About 4-6% of children in the U.S. are affected by food allergies – and sometimes these food allergies are life-threatening. As a result, many schools and day cares have made special accommodations to keep kids with food allergies safe. These accommodations include bans on foods children may bring from home and “peanut-free zones” in lunchrooms and classrooms to create a safe environment for severely allergic children.
In a 2009 NPCH Report, we asked parents with children 0-13 years old about food allergies and what their children’s schools or day cares do to accommodate food-allergic kids.
In this Poll, about a quarter of parents were aware of a child with a life-threatening food allergy in their children’s school or day care. About three-quarters of these parents reported that their child’s school or day care provides accommodations for kids with food allergies, such as bans on treats brought from home and separate eating areas for food-allergic kids.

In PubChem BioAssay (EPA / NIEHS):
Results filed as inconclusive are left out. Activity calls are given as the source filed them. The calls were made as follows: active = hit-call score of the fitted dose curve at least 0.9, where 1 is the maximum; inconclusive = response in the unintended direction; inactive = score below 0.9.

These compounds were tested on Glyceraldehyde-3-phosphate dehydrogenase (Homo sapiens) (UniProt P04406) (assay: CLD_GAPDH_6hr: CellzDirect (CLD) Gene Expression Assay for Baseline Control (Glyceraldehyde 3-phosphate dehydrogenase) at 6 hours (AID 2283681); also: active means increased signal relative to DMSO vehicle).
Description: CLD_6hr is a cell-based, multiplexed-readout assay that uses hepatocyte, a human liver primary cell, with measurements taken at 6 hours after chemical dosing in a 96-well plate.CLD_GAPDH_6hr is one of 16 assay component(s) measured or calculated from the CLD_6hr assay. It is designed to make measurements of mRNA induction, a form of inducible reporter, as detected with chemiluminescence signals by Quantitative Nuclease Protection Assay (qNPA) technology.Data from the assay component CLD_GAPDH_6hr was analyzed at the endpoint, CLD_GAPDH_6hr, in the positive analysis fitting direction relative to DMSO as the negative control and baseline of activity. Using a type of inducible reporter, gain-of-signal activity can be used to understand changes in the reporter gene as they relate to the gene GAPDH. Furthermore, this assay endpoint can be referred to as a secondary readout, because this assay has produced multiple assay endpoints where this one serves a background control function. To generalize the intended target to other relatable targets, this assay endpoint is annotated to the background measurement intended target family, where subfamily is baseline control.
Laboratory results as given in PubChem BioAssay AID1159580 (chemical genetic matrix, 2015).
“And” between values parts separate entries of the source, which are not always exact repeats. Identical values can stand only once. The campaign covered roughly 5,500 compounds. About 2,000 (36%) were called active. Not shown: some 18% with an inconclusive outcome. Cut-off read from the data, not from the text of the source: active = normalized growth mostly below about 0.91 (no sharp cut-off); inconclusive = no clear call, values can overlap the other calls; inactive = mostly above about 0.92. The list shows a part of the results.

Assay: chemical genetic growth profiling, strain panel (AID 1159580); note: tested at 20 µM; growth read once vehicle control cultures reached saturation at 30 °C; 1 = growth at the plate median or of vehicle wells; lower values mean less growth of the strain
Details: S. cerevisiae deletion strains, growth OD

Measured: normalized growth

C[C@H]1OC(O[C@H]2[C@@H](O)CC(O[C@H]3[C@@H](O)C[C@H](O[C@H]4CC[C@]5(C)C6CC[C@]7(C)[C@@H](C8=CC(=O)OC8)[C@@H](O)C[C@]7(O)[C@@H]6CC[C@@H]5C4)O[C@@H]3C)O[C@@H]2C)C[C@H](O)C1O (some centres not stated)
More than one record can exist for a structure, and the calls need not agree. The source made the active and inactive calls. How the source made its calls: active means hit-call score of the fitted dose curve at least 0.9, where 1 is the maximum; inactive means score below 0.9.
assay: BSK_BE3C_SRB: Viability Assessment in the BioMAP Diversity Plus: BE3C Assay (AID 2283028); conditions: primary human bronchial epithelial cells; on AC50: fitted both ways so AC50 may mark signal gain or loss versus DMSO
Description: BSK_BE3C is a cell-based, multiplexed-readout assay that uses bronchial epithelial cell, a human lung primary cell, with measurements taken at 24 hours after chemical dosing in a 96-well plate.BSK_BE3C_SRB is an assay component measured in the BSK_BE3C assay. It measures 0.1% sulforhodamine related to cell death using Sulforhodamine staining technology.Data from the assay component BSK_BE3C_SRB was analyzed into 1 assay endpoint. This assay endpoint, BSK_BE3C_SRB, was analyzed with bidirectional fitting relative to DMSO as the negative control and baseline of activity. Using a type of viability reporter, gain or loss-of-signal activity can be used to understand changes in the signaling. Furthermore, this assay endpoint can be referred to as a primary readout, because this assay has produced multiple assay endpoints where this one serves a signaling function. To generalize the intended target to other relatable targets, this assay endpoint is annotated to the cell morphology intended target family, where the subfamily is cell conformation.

But how do parents without food-allergic kids feel about having to make these accommodations? While nearly half of parents whose children do not have food allergies report no inconvenience about accommodating the needs of food-allergic children, there are still many parents who do find it inconvenient:
- 47% of parents said it is not at all inconvenient.
- 27% of parents said it is somewhat inconvenient.
- 5% of parents said it is very inconvenient.
Since food allergies have been affecting more and more children in recent years, the results of this NPCH Report show a need for greater advocacy efforts and education targeted at parents of children without food allergies. It is also important for schools to bring parents of all children – those with food allergies and those without – together into the conversation about food allergies so all children can learn in a safe environment.